I noted in my Real Money column last week that the Fed's massive cash infusion in the financial system had created an atmosphere of Thunderdome in the markets, where the incredibly misguided January statement from Bridgewater's (BWB) Ray Dalio that "cash is trash" would be replaced by "trash is cash." That has been happening this week, as stocks of cash-burning companies like Tesla (TSLA) and Zoom (ZM) have jumped while notorious cash-eater Netflix (NFLX) has hit an all-time high in Thursday's trading, as has Amazon (AMZN) , which has a spotty record of free cash flow generation.
How to trade this? Fire up the Robinhood app and just tag along for the ride until the market inevitably realizes, as it did in mid-February, that valuations of cash-burning companies are not sustainable -- especially against the backdrop of the Covid-19 lockdowns, which have produced an economic contraction with a suddenness and magnitude as seen again in Thursday's report of 5.245 million initial jobless claims in the U.S. This has not been not seen since 1929.
Well, if you have been reading my Real Money columns for the past six years, you probably know that that is not how I roll. I have been buying puts in very, very small denominations to be ready for a turnaround, but keeping that position to less than 3% of my total portfolio value. I have also been buying calls on bond exchange-traded funds, and today harvested a nice profit on my iShares Barclays 20-plus Year Treasury Bond (TLT) weekly calls.
With the 10-year Treasury note yielding 0.60%, the bond market is telling us that the economy is nowhere near as rosy as the stock charts of Amazon (AMZN) and NFLX would indicate. Bond investors realize that economic value destruction -- lost jobs and lost income -- will always outweigh market share gains (Netflix vs. movie theaters) that occur in the short run.
But, as I noted in my Real Money column last week, it is very difficult to fight the Fed, and that limits my short endeavors. Portfolio managers make their bones on the long side, fortunately, and I have been buying securities in companies that are not only generating cash but returning that cash in the form of dividends and share repurchases. None of those companies I mentioned -- NFLX, AMZN, TSLA, ZM -- has ever paid a dividend, and only AMZN has an long-dated, active share repurchase authorization -- NFLX announced a token $100 million authorization on March 6, but that's so small I ignore it. But AMZN hasn't bought back a share of stock in eight years.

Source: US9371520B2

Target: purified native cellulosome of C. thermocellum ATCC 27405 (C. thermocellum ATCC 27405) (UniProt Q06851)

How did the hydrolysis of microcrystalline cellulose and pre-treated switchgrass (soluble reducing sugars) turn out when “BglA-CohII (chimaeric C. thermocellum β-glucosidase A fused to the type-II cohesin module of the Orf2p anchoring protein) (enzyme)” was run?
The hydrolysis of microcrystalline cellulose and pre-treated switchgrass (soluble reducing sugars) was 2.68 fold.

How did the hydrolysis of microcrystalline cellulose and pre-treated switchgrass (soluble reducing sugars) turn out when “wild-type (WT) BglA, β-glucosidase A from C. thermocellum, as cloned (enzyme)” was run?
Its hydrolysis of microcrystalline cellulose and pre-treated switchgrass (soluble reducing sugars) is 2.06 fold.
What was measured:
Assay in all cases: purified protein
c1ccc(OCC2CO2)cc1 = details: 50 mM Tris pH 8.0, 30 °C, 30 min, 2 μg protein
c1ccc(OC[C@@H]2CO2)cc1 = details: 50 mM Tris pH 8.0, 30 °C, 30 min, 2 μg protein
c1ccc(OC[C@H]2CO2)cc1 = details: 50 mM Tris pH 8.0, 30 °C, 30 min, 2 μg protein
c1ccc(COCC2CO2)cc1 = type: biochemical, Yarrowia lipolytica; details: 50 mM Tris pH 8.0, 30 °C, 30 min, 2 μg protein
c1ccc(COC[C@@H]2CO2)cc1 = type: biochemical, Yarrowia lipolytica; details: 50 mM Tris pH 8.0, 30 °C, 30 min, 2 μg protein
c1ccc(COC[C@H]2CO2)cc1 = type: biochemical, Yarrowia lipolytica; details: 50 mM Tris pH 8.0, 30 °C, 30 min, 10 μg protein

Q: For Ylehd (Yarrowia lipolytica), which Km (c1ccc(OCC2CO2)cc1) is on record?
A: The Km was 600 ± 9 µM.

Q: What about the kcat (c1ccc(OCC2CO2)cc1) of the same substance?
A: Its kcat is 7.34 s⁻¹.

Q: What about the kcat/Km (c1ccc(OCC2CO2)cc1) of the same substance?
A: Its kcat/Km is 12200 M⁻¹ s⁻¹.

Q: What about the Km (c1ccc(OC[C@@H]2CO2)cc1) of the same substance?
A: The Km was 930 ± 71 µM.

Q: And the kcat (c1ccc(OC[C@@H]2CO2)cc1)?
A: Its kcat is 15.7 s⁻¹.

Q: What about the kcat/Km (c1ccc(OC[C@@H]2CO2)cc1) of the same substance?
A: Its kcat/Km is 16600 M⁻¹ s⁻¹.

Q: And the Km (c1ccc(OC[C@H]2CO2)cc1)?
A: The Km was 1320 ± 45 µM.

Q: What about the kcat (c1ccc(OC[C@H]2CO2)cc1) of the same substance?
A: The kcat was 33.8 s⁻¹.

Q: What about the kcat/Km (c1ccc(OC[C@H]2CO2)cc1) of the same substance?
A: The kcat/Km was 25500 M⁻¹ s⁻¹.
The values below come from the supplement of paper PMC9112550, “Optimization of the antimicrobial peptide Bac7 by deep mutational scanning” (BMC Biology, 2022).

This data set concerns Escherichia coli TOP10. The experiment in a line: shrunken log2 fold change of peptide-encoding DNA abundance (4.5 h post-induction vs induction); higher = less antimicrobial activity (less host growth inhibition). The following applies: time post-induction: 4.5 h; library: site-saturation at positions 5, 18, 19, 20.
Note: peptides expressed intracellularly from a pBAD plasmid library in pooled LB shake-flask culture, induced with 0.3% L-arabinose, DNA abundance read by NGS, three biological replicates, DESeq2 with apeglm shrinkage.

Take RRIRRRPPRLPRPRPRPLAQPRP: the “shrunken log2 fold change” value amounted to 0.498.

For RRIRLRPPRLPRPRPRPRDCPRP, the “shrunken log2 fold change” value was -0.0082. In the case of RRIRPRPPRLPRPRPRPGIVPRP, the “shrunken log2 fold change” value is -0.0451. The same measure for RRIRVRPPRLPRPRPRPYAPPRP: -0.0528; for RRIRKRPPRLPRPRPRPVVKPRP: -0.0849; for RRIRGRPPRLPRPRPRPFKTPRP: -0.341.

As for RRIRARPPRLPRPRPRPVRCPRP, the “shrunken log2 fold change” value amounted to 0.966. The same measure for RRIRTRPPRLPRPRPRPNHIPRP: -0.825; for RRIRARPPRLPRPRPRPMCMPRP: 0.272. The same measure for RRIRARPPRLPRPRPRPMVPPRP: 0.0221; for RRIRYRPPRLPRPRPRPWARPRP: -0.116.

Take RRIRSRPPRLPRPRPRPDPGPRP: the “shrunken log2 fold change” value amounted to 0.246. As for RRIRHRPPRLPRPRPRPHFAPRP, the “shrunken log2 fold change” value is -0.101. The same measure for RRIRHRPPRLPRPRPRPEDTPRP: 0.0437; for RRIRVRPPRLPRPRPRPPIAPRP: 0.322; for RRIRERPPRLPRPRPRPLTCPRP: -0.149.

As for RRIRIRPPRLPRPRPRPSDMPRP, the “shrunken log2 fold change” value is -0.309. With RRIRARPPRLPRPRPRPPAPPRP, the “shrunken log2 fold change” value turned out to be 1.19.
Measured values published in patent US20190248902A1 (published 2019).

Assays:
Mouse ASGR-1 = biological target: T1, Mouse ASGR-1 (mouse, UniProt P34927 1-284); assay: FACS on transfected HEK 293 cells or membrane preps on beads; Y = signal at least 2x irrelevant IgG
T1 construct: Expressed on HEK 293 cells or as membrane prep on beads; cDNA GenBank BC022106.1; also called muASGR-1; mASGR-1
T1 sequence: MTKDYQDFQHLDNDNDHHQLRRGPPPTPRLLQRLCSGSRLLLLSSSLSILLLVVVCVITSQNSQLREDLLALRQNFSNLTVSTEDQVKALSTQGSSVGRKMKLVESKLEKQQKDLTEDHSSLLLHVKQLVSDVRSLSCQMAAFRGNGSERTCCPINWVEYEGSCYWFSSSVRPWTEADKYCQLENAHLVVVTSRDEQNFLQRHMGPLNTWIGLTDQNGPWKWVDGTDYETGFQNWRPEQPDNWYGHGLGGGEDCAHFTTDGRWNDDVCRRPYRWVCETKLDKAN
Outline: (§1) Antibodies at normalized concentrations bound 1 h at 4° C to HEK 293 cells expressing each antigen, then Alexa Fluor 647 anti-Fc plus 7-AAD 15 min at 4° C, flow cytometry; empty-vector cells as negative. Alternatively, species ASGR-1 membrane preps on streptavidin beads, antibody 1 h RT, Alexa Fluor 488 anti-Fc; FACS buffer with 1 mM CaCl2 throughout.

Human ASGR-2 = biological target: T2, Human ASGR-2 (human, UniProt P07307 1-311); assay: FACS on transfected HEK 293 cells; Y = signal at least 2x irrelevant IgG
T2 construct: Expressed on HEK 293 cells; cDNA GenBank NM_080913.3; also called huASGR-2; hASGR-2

So, you can put your capital out there and hope that other investors are willing to pay more for it later, or you can buy streams of cash flow and reinvest them yourself. I think you can guess what I would do.
Right now, the portfolio of my firm, Excelsior Capital Partners, is full to the brim (I am using as much leverage as my prime brokers will give me) with oil tanker companies (Nordic American Tankers (NAT) , Navios Maritime Acquisition Corporation (NNA) , and the preferred of Tsakos Energy (TNP) ) mortgage real estate investment trusts (preferreds of Armour Residential (ARR) ) and some energy infrastructure master limited partnerships (Antero Midstream (AM) , and Nustar Logi (NSS) .) On a leveraged basis, that portfolio yields nearly 20%. If that means that I don't deal with the machinations of fund managers who have long since ceased valuing companies in search of inscrutable, impossible-to-measure concepts like "disruption" and "sustainability," then so be it.
I can't go into all the details here owing to space concerns, but I model all the companies in which I invest and value their cash flows on a discounted basis. My motto is "cash flow never lies" and I base all my investing decisions on that ethos.